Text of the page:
IN THE UNITED STATES DISTRICT COURT FOR THE SOUTHERN DISTRICT OF ILLINOIS LISA A. REYES, ) ) ) ) ) ) ) ) ) ) Plaintiff, vs. NANCY A. BERRYHILL, Acting Commissioner of Social Security, Defendant.1 Case No. 16-cv-1008-JPG-CJP MEMORANDUM and ORDER In accordance with 42 U.S.C. § 405(g), plaintiff Lisa A. Reyes, represented by counsel, seeks judicial review of the final agency decision denying her application for Disability Insurance Benefits (DIB) and Supplemental Security Income (SSI) pursuant to 42 U.S.C. § 423. Procedural History Plaintiff filed for DIB and SSI on July 29, 2013, alleging a disability onset date of February 27, 2012. Her claim was initially denied on January 2, 2014, and again upon reconsideration on June 12, 2014. On December 11, 2014, plaintiff filed a concurrent application for SSI, which was consolidated with her pending claims. Administrative Law Judge (ALJ) Kim S. Nagle conducted an evidentiary hearing on February 12, 2015, at which plaintiff orally amended her onset date to February 28, 2012. ALJ Nagle issued an unfavorable decision on March 5, 2015. (Tr. 29-47.) The Appeals Council denied review and the decision of the ALJ became the final agency decision. (Tr. 1.) Administrative remedies have been exhausted, and a timely complaint was filed in this Court. 1 Nancy A. Berryhill is now the Acting Commissioner of Social Security. See commissioner.html (visited Feb. 7, 2017). She is automatically substituted as defendant in this case. See Fed. R. Civ. P. 25(d); 42 U.S.C. § 405(g). 1 Issues Raised by Plaintiff Plaintiff raises the following points: 1. The ALJ’s assessment of her residual functional capacity (“RFC”) was legally insufficient because it was expressed in terms of the ability to do work at the light exertional level and the ALJ did not determine plaintiff’s RFC on a function-by-function basis. 2. The ALJ erred by failing to consider the functional effects of plaintiff’s sleep disorder. Applicable Legal Standards To qualify for DIB, a claimant must be disabled within the meaning of the applicable statutes.2 For these purposes, “disabled” means the “inability to engage in any substantial gainful activity by reason of any medically determinable physical or mental impairment which can be expected to result in death or which has lasted or can be expected to last for a continuous period of not less than 12 months.” 42 U.S.C. § 423(d)(1)(A). A “physical or mental impairment” is an impairment resulting from anatomical, physiological, or psychological abnormalities which are demonstrable by medically acceptable clinical and laboratory diagnostic techniques. 42 U.S.C. § 423(d)(3). “Substantial gainful activity” is work activity that involves doing significant physical or mental activities and that is done for pay or profit. 20 C.F.R. § 404.1572. Social Security regulations set forth a sequential five-step inquiry to determine whether a claimant is disabled. The Seventh Circuit Court of Appeals has explained this process as 2 The statutes and regulations pertaining to DIB are found at 42 U.S.C. § 423, et seq., and 20 C.F.R. pt. 404. The statutes and regulations pertaining to SSI are found at 42 U.S.C. §§ 1382 and 1382c, et seq., and 20 C.F.R. pt. 416. As is relevant to this case, the DIB and SSI statutes are identical. Furthermore, 20 C.F.R. § 416.925 detailing medical considerations relevant to an SSI claim, relies on 20 C.F.R. Pt. 404, Subpt. P, the DIB regulations. Most citations herein are to the DIB regulations out of convenience. 2 follows: The first step considers whether the applicant is engaging in substantial gainful activity. The second step evaluates whether an alleged physical or mental impairment is severe, medically determinable, and meets a durational requirement. The third step compares the impairment to a list of impairments that are considered conclusively disabling. If the impairment meets or equals one of the listed impairments, then the applicant is considered disabled; if the impairment does not meet or equal a listed impairment, then the evaluation continues. The fourth step assesses an applicant’s residual functional capacity (“RFC”) and ability to engage in past relevant work. If an applicant can engage in past relevant work, he is not disabled. The fifth step assesses the applicant’s RFC, as well as his age, education, and work experience to determine whether the applicant can engage in other work. If the applicant can engage in other work, he is not disabled. Craft v. Astrue, 539 F.3d 668, 674 (7th Cir. 2008); accord Weatherbee v. Astrue, 649 F.3d 565, 568-69 (7th Cir. 2011). Stated another way, it must be determined: (1) whether the claimant is presently unemployed; (2) whether the claimant has an impairment or combination of impairments that is serious; (3) whether the impairments meet or equal one of the listed impairments acknowledged to be conclusively disabling; (4) whether the claimant can perform past relevant work; and (5) whether the claimant is capable of performing any work within the economy, given his or her age, education and work experience. 20 C.F.R. § 404.1520; Simila v. Astrue, 573 F.3d 503, 51213 (7th Cir. 2009); Schroeter v. Sullivan, 977 F.2d 391, 393 (7th Cir. 1992). If the answer at steps one and two is “yes,” the claimant will automatically be found disabled if he or she suffers from a listed impairment, determined at step three. If the claimant does not have a listed impairment at step three, and cannot perform his or her past work (step four), the burden shifts to the Commissioner at step five to show that the claimant can perform some other job. Rhoderick v. Heckler, 737 F.2d 714, 715 (7th Cir. 1984); see also Zurawski v. Halter, 245 F.3d 881, 886 (7th Cir. 2001) (Under the five-step evaluation, an “affirmative 3 answer leads either to the next step, or, on Steps 3 and 5, to a finding that the claimant is disabled. . . . If a claimant reaches step 5, the burden shifts to the ALJ to establish that the claimant is capable of performing work in the national economy.”). This Court reviews the Commissioner’s decision to ensure that the decision is supported by substantial evidence and that no mistakes of law were made. It is important to recognize that the scope of review is limited. “The findings of the Commissioner of Social Security as to any fact, if supported by substantial evidence, shall be conclusive . . . .” 42 U.S.C. § 405(g). Thus, this Court must determine not whether plaintiff was, in fact, disabled at the relevant time, but whether the ALJ’s findings were supported by substantial evidence and whether any errors of law were made. See Books v. Chater, 91 F.3d 972, 977-78 (7th Cir. 1996) (citing Diaz v. Chater, 55 F.3d 300, 306 (7th Cir. 1995)). This Court uses the Supreme Court’s definition of substantial evidence, i.e., “such relevant evidence as a reasonable mind might accept as adequate to support a conclusion.” Richardson v. Perales, 402 U.S. 389, 401 (1971). In reviewing for “substantial evidence,” the entire administrative record is taken into consideration, but this Court does not reweigh evidence, resolve conflicts, decide questions of credibility, or substitute its own judgment for that of the ALJ. Brewer v. Chater, 103 F.3d 1384, 1390 (7th Cir. 1997); Moore v. Colvin, 743 F.3d 1118, 1121 (7th Cir. 2014). However, while judicial review is deferential, it is not abject; this Court does not act as a rubber stamp for the Commissioner. See Parker v. Astrue, 597 F.3d 920, 921 (7th Cir. 2010), and cases cited therein. The Decision of the ALJ ALJ Nagle found that plaintiff met the insured status requirements through December 31, 2014, and that plaintiff had not been engaged in substantial gainful activity since February 28, 2012. The ALJ then opined that plaintiff had severe impairments of degenerative disc disease, 4 chronic obstructive pulmonary disease (“COPD”), and obstructive sleep apnea. The ALJ also determined that plaintiff had the RFC to perform light work, with the exception that plaintiff could only occasionally climb ladders, ropes, and scaffolds, and frequently crawl or climb ramps or stairs. Plaintiff was also limited to frequent exposure to extreme cold, heat, or pulmonary irritants such as fumes, odors, dust and gases. After finding that plaintiff could perform past relevant work as a sorter/pricer, security guard, registration clerk, or hand packager, ALJ Nagle determined that plaintiff was not disabled. (Tr. 29-47.) The Evidentiary Record The Court has reviewed and considered the entire evidentiary record in formulating this Memorandum and Order. The following summary of the record is directed to the points raised by plaintiff. 1. Agency Forms In her initial disability, work, and function reports, plaintiff indicated that her highest level of education was the seventh grade and that she attended special education classes. She also completed specialized job training as a security guard. (Tr. 211.) Plaintiff took Prozac for depression; ProAir, Albuterol, and Advair for COPD; Trazadone for insomnia and depression; and Prazosin for anxiety, post-traumatic stress disorder (“PTSD”), and panic attacks. (Tr. 213.) She also took Ibuprofen, Ventolin HFA, Nortriptyline, and Ciprofloxacin. (Tr. 237.) Plaintiff alleged that COPD, insomnia, depression, PTSD, panic attacks, anxiety, and severe lumbar pain limited her ability to work. (Tr. 224.) She could not sit, stand, walk, or lay down for more than ten minutes and needed approximately ten naps per day. (Tr. 229.) Plaintiff had difficulty breathing and experienced constant back pain. She did not like 5 crowds or being around other people. She had anxiety attacks. Plaintiff slept about three to four hours each night and had nightmares. She could not stand long to cook and did light housework such as sweeping and laundry. (Tr. 230-33.) Plaintiff’s condition limited her to lifting five pounds; squatting, kneeling, and bending for “not long;” standing for twenty minutes; reaching “not far;” and walking, at most, a half block. Her memory was “real bad.” Plaintiff could pay attention for one hour and could not follow written or spoken instructions well. She did not handle stress or changes in routine well. She got along with authority figures “ok.” (Tr. 235-36.) Plaintiff was previously employed as a pricer at Salvation Army, as a security guard, as an application “intaker” at Energy Association, as a line worker at a factory, and as a housekeeper at a nursing home and motel. (Tr. 239.) As a pricer, plaintiff frequently lifted twenty-five pounds; stood; walked; sat; stooped; crouched; handled, grabbed, or grasped big objects; and wrote, typed, or handled small objects. She lifted objects out of big boxes and walked half of the warehouse during the entire eight-hour workday. She priced items that came in and sorted things. Plaintiff lifted objects, walked and stood a lot, and stooped into big boxes. (Tr. 240.) As a security guard, plaintiff frequently lifted less than ten pounds; reached; walked, stood; wrote, typed, or handled small objects; and supervised other people. Plaintiff stated she did a lot of walking and paper work and counted cars. She also indicated she used technical knowledge or skills. (Tr. 241-42.) As an application “intaker,” plaintiff frequently lifted less than ten pounds; walked; sat; and wrote, typed, or handled small objects. She indicated she completed a lot of hand written applications. (Tr. 243.) 6 As a line worker, plaintiff packed Capri Sun and stacked heavy boxes. There was a lot of lifting and walking. Plaintiff frequently lifted ten pounds; walked; stood; stooped; kneeled; crouched; crawled; handled, grabbed, or grasped big objects; and reached. She also used machines, tools or equipment and used technical knowledge or skills. (Tr. 244.) As a housekeeper, plaintiff walked; stood; climbed; stooped; kneeled; crouched; reached; and wrote, typed, or handled small objects. She frequently lifted less than ten pounds. Her duties included cleaning rooms by sweeping, mopping, wiping things off, cleaning toilets and sinks, and vacuuming. She also had to lift mop buckets throughout the day and carry a vacuum cleaner. (Tr. 245.) In subsequent reports, plaintiff stated her mobility and range of motion were very limited due to severe pain and discomfort. (Tr. 249.) Virtually every aspect of her day and everything she did was more difficult because of her conditions. (Tr. 252.) 2. Evidentiary Hearing ALJ Nagle conducted an evidentiary hearing on February 12, 2015. (Tr. 54-105.) Plaintiff was represented by counsel. Plaintiff testified that she was fifty years old at the time of the hearing. (Tr. 59.) Plaintiff did not have any dependents but did take care of her grandchildren – ages eleven and six – once per month. Plaintiff completed the seventh grade and unsuccessfully attempted to earn her GED. (Tr. 61.) Plaintiff most recently worked at Salvation Army in 2009 but quit because of her COPD. She could not breathe due to the dust, heat, and cold. Her carpal tunnel also made it difficult to handle objects. (Tr. 62.) Plaintiff also worked part time in 2001 and 2002 for Madison County where she assisted individuals with their energy bills during the winter. She worked in an office 7 and dealt with the public. Plaintiff also worked for about one month at a factory. (Tr. 63-64.) She was a full time housekeeper as well, during which she lifted, at most, twenty-five pounds. (Tr. 65.) On an average day plaintiff made coffee, watched the news, and attempted to do light housekeeping. She made microwave meals for herself and was able to take care of her grooming and personal hygiene. She watched television programs and read. She did not like dealing with the public and did not go outside much. She went to the store once per month. Plaintiff slept a lot throughout the course of the day because she did not sleep at night. She had a driver’s license but did not have a car. (Tr. 66-68.) Plaintiff explained that her depression and anxiety prevented her from working. Beginning three to four years before, plaintiff could not go to a store without feeling as if she was going to pass out. Plaintiff got along with her coworkers at her previous job. (Tr. 69.) Plaintiff was taking Nortriptyline and Citalopram for depression and anxiety, Trazadone for problems with sleeping, Zantac for GERD,3 albuterol and Symbicort for COPD, and paroxetine and ibuprofen 800 milligrams. (Tr. 70-77.) Plaintiff experienced shortness of breath, which limited her ability to climb stairs, clean, bend, and walk. Dust, cold, and heat irritated her COPD. She also had numbness in her hands, which began three years prior and was a result of carpal tunnel. She wore a hand brace to help. Plaintiff also had numbness in her legs from a pinched nerve, which began two years prior. (Tr. 78-80.) Bending, sitting, and standing for too long exacerbated plaintiff’s back pain. She could sit, stand, and walk for no longer than a half hour each. She could lift up to about ten pounds. 3 GERD (gastroesophageal reflux disease) “is a chronic digestive disease.” GERD, MAYO CLINIC, 8 (Tr. 82-84.) Throughout the course of an eight-hour workday, plaintiff could sit for a collective two to three hours. She could stand for a total of two hours, at most, but she had good days and bad days. On a bad day she could not get out of bed. On a good day she could sweep a floor and stand at the sink to wash dishes without sitting down. She had approximately two good days per week. (Tr. 88-89.) Plaintiff could perform household chores for approximately fifteen minutes to a half hour before she needed to sit down. She also dropped things because she could not feel them due to her carpal tunnel. Her carpal tunnel also limited her ability to pick up small objects like a screw or paperclip. She had difficulty with grip strength because of pain in her wrist. (Tr. 85-86.) Plaintiff stated she had sleep apnea, which prevented her from sleeping at night, although she was “never really diagnosed” with it. She underwent two studies, during which she was awake every half hour. She slept off and on throughout the day and usually took about four or five naps that lasted fifteen to twenty minutes each. Plaintiff also had shoulder problems, which may have originated from a car accident. (Tr. 87-88.) Plaintiff believed that her conditions would cause her to miss work. When she was previously employed, she had to miss ten to twelve days per month for doctor appointments and her inability to cope. Plaintiff had suicidal thoughts. (Tr. 90.) Plaintiff avoided her roommates because she did not want to deal with other people. When she was forced to interact with others she got jittery and nervous. She also became tearful multiple times per day. (Tr. 91.) Plaintiff opined that her conditions would impact her ability to keep up with a production flow or work pace. She could concentrate on a television show for a half hour. (Tr. 91-93.) Suman Srinivasan, a vocational expert (VE), then testified that plaintiff’s previous job at 9 Goodwill4 (a sorter/pricer) was considered light, skilled, SVP 5, and medium as performed; her position as a security guard was light, semi-skilled, SVP 3, and light as performed; her job as a registration clerk was sedentary, semi-skilled, SVP 3, and sedentary as performed; and her jobs as a hand packager were light and medium, unskilled, and SVP 2. (Tr. 93-97.) The ALJ then posed several questions to the VE involving a hypothetical individual with plaintiff’s age, education, and work history. The individual had light exertional ability and could only occasionally climb ladders, ropes, and scaffolds; no more than frequently climb ramp and stairs and crawl; and could no more than frequently be exposed to extreme temperatures of cold and heat or pulmonary irritants such as fumes, odors, dust, and gases. The VE opined that such a person could perform plaintiff’s past work as a security guard, hand packager when done at the light level, sorter/pricer, and registration clerk. (Tr. 98.) For the next hypothetical, the ALJ asked the VE to consider an individual who had the same limitations as the first hypothetical individual, but was also limited to frequent manipulation and feeling in the upper extremities, including bilateral fingering and feeling. The VE opined that such an individual could perform plaintiff’s past work as a sorter and pricer, registration clerk, and security guard. (Tr. 99.) The ALJ also asked the VE to consider a hypothetical individual with the cumulative limitations of the first two hypothetical individuals, who also was limited to work that required no more than simple, routine changes, and no more than occasional interaction with the public. This person could still be around other people. The VE opined that these additional restrictions would preclude the performance of plaintiff’s past work. However, jobs existed in the state and national economy that such a person could perform. (Tr. 99-100.) 4 The VE testified as to plaintiff’s previous employment at “Goodwill.” The Court believes the VE meant to testify to plaintiff’s work at Salvation Army. 10 For the fourth hypothetical, the VE was asked to consider a person with the same limitations who would also have to alternate between sitting and standing at will at her work station, but was not off task more than ten percent of the work period. The VE opined that jobs existed in the state and national economy that this individual could perform. (Tr. 100.) The ALJ then asked the VE to consider a person with the same limitations who, due to pain and anxiety, would require intermittent and unpredictable breaks resulting in being off task at least twenty percent of the work period. Such limitations would be preclusive of all employment. (Tr. 100-01.) The VE testified that a person who could only sit for three hours total in an eight-hour workday would be unable to maintain fulltime employment. (Tr. 101-02.) The limitations to simple, routine changes in work settings would preclude an individual’s ability to carry out detailed, written, or oral instructions and limit the person to unskilled work. (Tr. 103.) An employer would tolerate an employee being off task no more than ten percent of the time on a continuing basis. No more than one unscheduled absence per month, on a continuing basis, is permitted. All unskilled work by definition is simple, repetitive, and routine. (Tr. 104). 3. Medical Records Plaintiff received treatment from Mr. Edward Anderson, P.A. at Southern Illinois Healthcare Foundation from 2003 through 2014. She presented with a variety of conditions, including back pain, shoulder pain, hyperlipidemia, GERD, COPD, insomnia, sleep apnea, depression, and anxiety. On June 14, 2012, plaintiff complained of low back and shoulder pain. She flipped her truck two weeks before but the record indicates her back pain was chronic. Mr. Anderson prescribed baclofen for muscle spasms, ibuprofen 800, and prednisone. (Tr. 302.) On 11 July 9, 2013, plaintiff reported severe low back pain. Mr. Anderson ordered an MRI of her lumbar spine but the record does not establish that plaintiff pursued one. (Tr. 300-01.) On July 31, 2014, plaintiff presented to the Gateway Regional Medical Center with low back pain, which she rated at an eight out of ten. A review of radiographs dated October 12, 2011, revealed no fracture or listhesis of the lumbar spine. Mild degenerative disc disease and lower lumbar facet anthropathy were present. spondylolysis. The oblique films did not demonstrate A physical examination demonstrated tender bilateral paraspinal areas and vertebral tenderness that was not appreciated. There were no skin changes. Plaintiff’s range of motion in all extremities was intact. She was diagnosed with bilateral paralumbar muscle spasms, administered a Toradol injection, and prescribed Norco. (Tr. 591-96.) On August 4, 2014, plaintiff presented to Mr. Anderson with complaints of “some back pain.” Mr. Anderson prescribed Flexeril. He further advised plaintiff to apply heat and sports cream to her back and wear a back brace. (Tr. 599.) On November 13, 2014, plaintiff received an MRI of her lumbar spine, which revealed no fracture or listhesis. Lower lumbar spondylosis and facet arthropathy with significant neural foraminal stenosis bilaterally at L4-L5 and L5-S1 were noted. Additionally, there was probable impingement of the right S1 nerve root in the lateral recess at the L5-S1 level. No high-grade central canal stenosis in the lumbar spine was shown. (Tr. 355.) 4. Dr. Harry Deppe’s Psychological Examination On December 5, 2013, Dr. Deppe conducted a psychological examination of plaintiff. (Tr. 324-27.) Plaintiff stated that she experienced back pain but was not receiving treatment for it at that time. She described her sleep as “fair.” (Tr. 325.) Dr. Deppe opined that plaintiff’s ability to relate to others, her ability to understand and 12 follow simple instructions, and her ability to maintain attention required to perform simple, repetitive tasks was intact. Further, her ability to withstand stress and pressures associated with day-to-day work activity was “good.” Plaintiff’s general prognosis was “good.” (Tr. 326.) Her diagnoses included adjustment disorder with mixed emotional features, back pain, and COPD. (Tr. 327.) 5. Dr. Vital Chapa’s Physical Examination On December 5, 2013, Dr. Chapa conducted a physical exam of plaintiff. (Tr. 329-31.) Plaintiff reported back pain that prevented her from standing and washing dishes. She had back pain when she walked and had to lean on the cart when she shopped. Sitting in a truck also caused her pain and she could not stand for long periods. The pain had been present for about three to four years, and she rated it at an eight out of ten. She also reported insomnia. (Tr. 329.) Dr. Chapa noted that her motor examination revealed no specific motor weakness or muscle atrophy; her knee and ankle reflexes were symmetric, as were her triceps and biceps reflexes; an examination of the musculoskeletal system revealed no evidence of joint redness, heat, swelling, or thickening; there was no evidence of paravertebral muscle spasm; plaintiff was able to perform both fine and gross manipulations with both hands and her hand grip was five out of five bilaterally. Plaintiff was able to appreciate pinprick sensations to both lower extremities; her lumbosacral spine flexion was normal; her straight leg-raising test was negative bilaterally; she had full range of motion of the joints; her cerebellar function was grossly intact; and there was no evidence of lumbar radiculopathy. Plaintiff was able to ambulate and bear weight without any aids and her gait was normal. Her lungs were clear to auscultation with no wheezing, cyanosis, or clubbing. (Tr. 330-31.) 13 6. State-Agency Consultant Records Reviews On December 27, 2013, Dr. Jhaveri conducted a records review of plaintiff’s file and found that plaintiff’s conditions were non-severe. (Tr. 108-14.) Dr. Hinchen conducted a records review of plaintiff’s file on June 10, 2014, and affirmed Dr. Jhaveri’s conclusions. (Tr. 115-20.) On December 13, 2013, Dr. Terry Travis completed a mental RFC assessment of plaintiff. He found that any of plaintiff’s impairments related to a mental disorder were nonsevere. (Tr. 111-14.) On June 9, 2014, Dr. Russell Taylor conducted a mental RFC assessment of plaintiff. He found that plaintiff was moderately limited in her ability to maintain attention and concentration for extended periods; ability to perform activities within a schedule, maintain regular attendance, and be punctual within customary tolerances; and ability to respond appropriately to changes in the work setting. (Tr. 122-23.) Analysis Plaintiff’s first argument is that the ALJ’s assessment of her RFC was insufficient because it was expressed in terms of the ability to do work at the light exertional level, rather than on a function-by-function basis. Plaintiff cites Nolen v. Sullivan, 939 F.2d 516, 518 (7th Cir. 1991), which held that an ALJ “must list the specific physical requirements of the previous job and assess, in light of the available evidence, the claimant’s ability to perform these tasks.” The Seventh Circuit Court of Appeals has narrowly construed Nolen and held it inapplicable where the ALJ considers the claimant’s specific job and there is evidence in the record of the duties of those jobs. Cohen v. Astrue, 258 F. App’x 20, 28 (7th Cir. 2007). Moreover, “[a]lthough the RFC assessment is a 14 function-by-function assessment, the expression of a claimant’s RFC need not be articulated function-by-function; a narrative discussion of a claimant’s symptoms and medical source opinions is sufficient[.]” Knox v. Astrue, 327 F. App’x 652, 657 (7th Cir. 2009). Here, ALJ Nagle provided a lengthy narrative discussion of plaintiff’s symptoms, plaintiff’s testimony, the medical records, and the consultative examinations. (Tr. 32-47.) Additionally, ALJ Nagle stated that she utilized plaintiff’s work history and testimony, along with the testimony of the VE, to establish that plaintiff could perform past relevant work. (Tr. 43.) See Metzger v. Astrue, 263 F. App’x 529, 533 (7th Cir. 2008) (finding that an ALJ may rely on VE testimony to determine a claimant can perform previous work). Plaintiff asserts that the VE’s testimony was not based upon consideration of plaintiff’s functional limitations because the ALJ did not conduct a function-by-function assessment when posing the hypotheticals. However, the VE testified that he listened to plaintiff’s testimony and reviewed the record, which sufficiently developed plaintiff’s job duties. (Tr. 93-94.) Therefore, the ALJ’s conclusion that plaintiff could perform light work was not erroneously generic in light of the evidence in the record. Plaintiff, however, asserts that the ALJ failed to build a logical bridge between her “partial crediting of the 2014 MRI result that Plaintiff had significant stenosis of the lumbar spine with probable nerve root impingement” and her conclusion that plaintiff was restricted to light work. (Doc. 17, p. 15.) Notably, plaintiff does not identify any evidence that the ALJ overlooked or that otherwise contradicted her finding that plaintiff was limited to light work due to back issues. Actually, plaintiff makes no substantive challenge to the RFC assessment at all. Instead, plaintiff argues that “light exertion describes several optional and potentially conflicting 15 capacities.” (Doc. 17, p. 13.) This is incorrect; “the full range of light work requires standing or walking, off and on, for a total of approximately 6 hours of an 8-hour workday. Sitting may occur intermittently during the remaining time.” SSR 83-10, 1983 WL 31251, *6 (Jan. 1, 1983). ALJ Nagle found that plaintiff could meet these requirements and, in the absence of any substantive challenge, any technical flaw in the expression of the RFC assessment is harmless. Plaintiff cites two non-authoritative cases from the Southern District of Indiana and the Eastern District of Wisconsin. In McCollum v. Astrue, No. 07-CV-1016-JPS, 2012 WL 4760722 (E.D. Wisc. Oct. 5, 2012), the ALJ found that plaintiff had severe impairments of flat feet, calluses, and early degenerative arthritis of the knee but did not explain how they affected the claimant’s ability to sit, stand, and walk. Here, ALJ Nagle provided a complete discussion of the medical evidence related to plaintiff’s back condition and concluded that, based on the treatment and physical examination, plaintiff could meet the requirements of light work. Lawson v. Colvin, No. 1:14-cv-01851-JMS-MJD, 2015 WL 5334374 (S.D. Ind. Sept. 14, 2015), is also distinguishable. There, the ALJ failed to address how the claimant could perform light work requiring him to walk or stand for up to six hours, given evidence that the claimant’s treadmill stress test had to be terminated after approximately five minutes. As noted above, plaintiff here points to no evidence contradicting the ALJ’s finding of light work restrictions. Plaintiff next asserts that the ALJ erred by not considering the functional effects of plaintiff’s sleep apnea beyond step three. However, the ALJ did, in fact, address plaintiff’s sleeping issues. The ALJ noted plaintiff’s contention that she was disabled due to numerous symptoms, including excessive daytime sleeping and lack of consistent nighttime sleep. (Tr. 38.) The ALJ explained, however, that the record did not yield objective findings that corroborated 16 the plaintiff’s characterization of her symptoms. In specifically addressing plaintiff’s sleeping problems, the ALJ stated, “Although she has been diagnosed with COPD and obstructive sleep apnea, the degree of these impairments is mild, as she displayed no active symptoms, such as wheezing, at her consultative physical examinations with Dr. Chapa, who noted that her lungs were clear. (Tr. 39.) The ALJ also found plaintiff not credible due to her gaps in medical treatment and inconsistent statements. (Tr. 40.) In sum, the ALJ built a logical bridge between her finding that plaintiff had a severe impairment of sleep apnea and a finding of non-disability. Conclusion The Commissioner’s final decision denying Lisa Reyes’ application for social security disability benefits is AFFIRMED. The Clerk of Court is directed to enter judgment in favor of defendant. IT IS SO ORDERED. DATE: August 10, 2017 s/ J. Phil Gilbert J. PHIL GILBERT DISTRICT JUDGE 17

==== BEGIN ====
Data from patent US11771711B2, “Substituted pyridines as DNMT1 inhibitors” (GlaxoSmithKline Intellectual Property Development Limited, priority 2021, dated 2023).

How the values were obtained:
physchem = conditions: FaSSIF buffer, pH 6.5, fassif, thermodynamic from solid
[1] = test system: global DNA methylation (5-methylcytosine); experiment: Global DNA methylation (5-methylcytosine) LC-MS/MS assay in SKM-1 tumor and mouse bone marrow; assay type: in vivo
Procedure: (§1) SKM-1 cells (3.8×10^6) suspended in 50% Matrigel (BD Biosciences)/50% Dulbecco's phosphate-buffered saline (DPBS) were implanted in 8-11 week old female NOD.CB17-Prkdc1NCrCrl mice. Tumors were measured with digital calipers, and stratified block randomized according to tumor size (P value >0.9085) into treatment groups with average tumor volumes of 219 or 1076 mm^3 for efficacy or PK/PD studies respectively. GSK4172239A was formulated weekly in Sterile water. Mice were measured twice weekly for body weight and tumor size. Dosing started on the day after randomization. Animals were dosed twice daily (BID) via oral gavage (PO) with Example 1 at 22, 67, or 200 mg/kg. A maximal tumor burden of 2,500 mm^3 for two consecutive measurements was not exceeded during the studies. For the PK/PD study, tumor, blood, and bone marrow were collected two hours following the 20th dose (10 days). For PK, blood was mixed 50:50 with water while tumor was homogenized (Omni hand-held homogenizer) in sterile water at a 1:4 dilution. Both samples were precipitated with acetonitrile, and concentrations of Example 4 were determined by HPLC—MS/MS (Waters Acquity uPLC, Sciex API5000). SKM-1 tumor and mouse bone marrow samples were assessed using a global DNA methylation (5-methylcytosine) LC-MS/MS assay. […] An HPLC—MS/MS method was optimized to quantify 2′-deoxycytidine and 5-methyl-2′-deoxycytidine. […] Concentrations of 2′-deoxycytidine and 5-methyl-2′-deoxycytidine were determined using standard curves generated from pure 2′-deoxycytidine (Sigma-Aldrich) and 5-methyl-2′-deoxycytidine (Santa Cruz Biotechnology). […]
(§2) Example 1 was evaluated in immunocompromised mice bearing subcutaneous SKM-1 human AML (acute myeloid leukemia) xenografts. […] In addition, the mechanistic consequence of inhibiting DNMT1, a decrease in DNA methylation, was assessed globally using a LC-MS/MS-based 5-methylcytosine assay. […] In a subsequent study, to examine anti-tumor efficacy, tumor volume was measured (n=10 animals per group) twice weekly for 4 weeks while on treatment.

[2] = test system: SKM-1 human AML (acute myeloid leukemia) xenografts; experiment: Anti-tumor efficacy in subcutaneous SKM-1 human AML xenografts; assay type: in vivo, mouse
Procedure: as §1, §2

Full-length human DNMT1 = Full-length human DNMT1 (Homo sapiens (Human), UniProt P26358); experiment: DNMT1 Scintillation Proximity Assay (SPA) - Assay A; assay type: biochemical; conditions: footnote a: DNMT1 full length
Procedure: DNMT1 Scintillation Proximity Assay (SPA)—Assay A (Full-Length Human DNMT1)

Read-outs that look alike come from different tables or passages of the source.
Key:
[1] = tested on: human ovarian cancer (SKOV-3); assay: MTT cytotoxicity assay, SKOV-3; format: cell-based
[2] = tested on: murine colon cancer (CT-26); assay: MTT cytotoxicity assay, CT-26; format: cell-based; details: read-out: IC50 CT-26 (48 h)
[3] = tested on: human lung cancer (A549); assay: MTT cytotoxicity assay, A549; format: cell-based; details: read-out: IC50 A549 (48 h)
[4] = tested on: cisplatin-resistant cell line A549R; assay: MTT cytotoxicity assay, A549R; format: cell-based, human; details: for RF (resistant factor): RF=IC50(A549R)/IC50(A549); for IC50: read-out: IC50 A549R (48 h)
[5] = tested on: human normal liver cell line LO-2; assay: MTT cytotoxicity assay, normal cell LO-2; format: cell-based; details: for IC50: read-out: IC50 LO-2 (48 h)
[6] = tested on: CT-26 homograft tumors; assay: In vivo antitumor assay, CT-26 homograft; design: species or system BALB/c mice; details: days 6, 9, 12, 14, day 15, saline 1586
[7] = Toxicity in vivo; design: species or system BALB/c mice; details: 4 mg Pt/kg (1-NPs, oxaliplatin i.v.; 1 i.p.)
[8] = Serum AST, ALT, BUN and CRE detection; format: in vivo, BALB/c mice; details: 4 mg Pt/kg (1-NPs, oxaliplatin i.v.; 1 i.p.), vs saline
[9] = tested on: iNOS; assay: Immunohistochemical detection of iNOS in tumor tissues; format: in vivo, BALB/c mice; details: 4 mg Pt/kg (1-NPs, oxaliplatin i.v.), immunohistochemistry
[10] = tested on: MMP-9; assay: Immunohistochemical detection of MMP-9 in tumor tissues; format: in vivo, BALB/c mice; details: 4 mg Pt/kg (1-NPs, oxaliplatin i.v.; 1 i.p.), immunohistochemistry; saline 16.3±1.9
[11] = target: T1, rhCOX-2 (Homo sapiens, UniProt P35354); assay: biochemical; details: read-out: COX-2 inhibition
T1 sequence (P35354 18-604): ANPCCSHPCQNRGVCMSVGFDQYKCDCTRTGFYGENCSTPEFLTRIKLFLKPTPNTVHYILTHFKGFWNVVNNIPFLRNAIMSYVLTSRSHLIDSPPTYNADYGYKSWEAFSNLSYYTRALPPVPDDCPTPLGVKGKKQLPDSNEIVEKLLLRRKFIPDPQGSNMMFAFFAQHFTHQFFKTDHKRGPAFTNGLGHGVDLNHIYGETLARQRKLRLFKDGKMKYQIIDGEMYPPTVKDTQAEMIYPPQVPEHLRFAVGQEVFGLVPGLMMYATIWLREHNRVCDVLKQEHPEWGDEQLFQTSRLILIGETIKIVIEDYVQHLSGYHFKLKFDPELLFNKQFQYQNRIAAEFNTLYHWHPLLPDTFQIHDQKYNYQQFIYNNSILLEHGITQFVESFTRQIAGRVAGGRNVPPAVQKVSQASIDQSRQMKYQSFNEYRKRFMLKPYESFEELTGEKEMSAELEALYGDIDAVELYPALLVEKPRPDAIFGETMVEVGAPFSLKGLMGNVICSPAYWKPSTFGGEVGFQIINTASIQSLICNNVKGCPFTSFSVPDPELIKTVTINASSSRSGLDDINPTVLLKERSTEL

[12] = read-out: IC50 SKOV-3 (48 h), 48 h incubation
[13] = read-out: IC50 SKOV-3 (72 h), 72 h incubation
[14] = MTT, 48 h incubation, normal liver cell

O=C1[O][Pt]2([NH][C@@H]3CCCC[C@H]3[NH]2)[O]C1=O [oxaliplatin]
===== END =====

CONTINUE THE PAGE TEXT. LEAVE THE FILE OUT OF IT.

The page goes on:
Disclaimer: Justia Dockets & Filings provides public litigation records from the federal appellate and district courts. These filings and docket sheets should not be considered findings of fact or liability, nor do they necessarily reflect the view of Justia.

Why Is My Information Online?